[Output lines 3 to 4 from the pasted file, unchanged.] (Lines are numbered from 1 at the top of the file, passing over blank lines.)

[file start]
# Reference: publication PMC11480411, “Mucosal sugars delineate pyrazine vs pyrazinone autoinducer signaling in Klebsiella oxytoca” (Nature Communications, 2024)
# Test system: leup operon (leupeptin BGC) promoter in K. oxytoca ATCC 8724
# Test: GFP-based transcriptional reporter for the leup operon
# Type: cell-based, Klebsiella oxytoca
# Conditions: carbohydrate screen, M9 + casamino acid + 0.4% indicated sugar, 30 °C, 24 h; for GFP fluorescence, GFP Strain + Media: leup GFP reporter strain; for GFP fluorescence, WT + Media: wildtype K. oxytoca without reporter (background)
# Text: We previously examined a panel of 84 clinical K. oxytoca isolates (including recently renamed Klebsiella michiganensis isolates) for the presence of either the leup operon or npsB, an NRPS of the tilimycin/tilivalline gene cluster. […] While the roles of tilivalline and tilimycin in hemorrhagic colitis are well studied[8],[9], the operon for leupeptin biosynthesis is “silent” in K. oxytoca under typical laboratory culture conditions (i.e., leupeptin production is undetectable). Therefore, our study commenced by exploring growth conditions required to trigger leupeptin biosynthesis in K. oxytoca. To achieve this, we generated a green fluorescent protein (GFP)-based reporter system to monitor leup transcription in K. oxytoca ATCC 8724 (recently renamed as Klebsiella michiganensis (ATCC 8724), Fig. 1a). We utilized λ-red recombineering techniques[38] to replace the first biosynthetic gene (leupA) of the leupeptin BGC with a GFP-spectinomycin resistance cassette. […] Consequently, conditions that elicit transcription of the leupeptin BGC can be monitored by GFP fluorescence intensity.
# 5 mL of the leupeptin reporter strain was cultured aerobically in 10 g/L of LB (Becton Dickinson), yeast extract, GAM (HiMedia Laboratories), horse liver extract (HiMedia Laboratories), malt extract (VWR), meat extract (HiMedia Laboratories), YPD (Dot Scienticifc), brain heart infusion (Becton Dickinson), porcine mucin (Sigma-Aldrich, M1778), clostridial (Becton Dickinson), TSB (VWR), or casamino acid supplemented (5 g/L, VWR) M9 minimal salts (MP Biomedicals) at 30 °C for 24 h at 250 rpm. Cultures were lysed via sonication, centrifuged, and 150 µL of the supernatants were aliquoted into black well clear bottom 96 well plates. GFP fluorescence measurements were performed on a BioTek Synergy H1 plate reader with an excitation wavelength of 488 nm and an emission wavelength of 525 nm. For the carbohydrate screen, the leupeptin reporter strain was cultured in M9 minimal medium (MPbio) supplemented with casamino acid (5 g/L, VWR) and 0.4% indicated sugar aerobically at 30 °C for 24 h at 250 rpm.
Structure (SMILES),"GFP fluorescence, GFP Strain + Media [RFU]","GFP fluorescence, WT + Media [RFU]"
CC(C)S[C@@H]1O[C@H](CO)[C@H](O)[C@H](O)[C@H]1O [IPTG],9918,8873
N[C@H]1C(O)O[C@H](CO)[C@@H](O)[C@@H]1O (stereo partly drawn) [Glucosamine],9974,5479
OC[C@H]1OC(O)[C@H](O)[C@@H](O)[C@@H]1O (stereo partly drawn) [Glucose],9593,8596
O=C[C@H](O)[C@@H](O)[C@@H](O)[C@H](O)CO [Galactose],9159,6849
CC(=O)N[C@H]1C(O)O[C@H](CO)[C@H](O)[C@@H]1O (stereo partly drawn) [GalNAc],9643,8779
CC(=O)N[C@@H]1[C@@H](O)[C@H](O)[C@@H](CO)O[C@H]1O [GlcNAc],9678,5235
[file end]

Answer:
# Test: GFP-based transcriptional reporter for the leup operon
# Type: cell-based, Klebsiella oxytoca